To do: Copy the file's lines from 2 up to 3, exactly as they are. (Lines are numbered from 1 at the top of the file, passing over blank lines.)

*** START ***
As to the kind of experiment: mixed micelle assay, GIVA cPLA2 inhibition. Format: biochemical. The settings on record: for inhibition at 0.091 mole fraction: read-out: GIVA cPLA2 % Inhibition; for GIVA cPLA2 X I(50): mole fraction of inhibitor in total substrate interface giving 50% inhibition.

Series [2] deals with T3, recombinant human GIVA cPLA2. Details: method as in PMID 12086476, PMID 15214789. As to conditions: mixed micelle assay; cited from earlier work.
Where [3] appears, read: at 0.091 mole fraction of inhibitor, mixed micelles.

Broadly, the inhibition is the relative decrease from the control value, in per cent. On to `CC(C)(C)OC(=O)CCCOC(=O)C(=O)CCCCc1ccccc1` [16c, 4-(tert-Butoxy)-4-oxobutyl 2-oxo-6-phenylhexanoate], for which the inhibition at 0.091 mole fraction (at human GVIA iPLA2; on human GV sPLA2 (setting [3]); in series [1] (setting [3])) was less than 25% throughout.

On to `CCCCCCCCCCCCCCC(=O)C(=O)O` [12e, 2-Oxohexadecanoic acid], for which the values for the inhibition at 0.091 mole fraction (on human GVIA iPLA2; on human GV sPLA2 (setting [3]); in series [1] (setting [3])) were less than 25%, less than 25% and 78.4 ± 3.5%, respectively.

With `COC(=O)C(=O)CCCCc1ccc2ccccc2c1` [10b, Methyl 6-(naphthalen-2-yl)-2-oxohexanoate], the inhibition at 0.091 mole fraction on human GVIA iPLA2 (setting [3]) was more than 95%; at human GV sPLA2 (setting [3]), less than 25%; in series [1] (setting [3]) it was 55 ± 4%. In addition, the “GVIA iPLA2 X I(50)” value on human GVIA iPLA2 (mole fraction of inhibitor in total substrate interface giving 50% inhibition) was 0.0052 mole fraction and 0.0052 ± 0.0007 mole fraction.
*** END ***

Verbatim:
Series [2] deals with T3, recombinant human GIVA cPLA2. Details: method as in PMID 12086476, PMID 15214789. As to conditions: mixed micelle assay; cited from earlier work.
Where [3] appears, read: at 0.091 mole fraction of inhibitor, mixed micelles.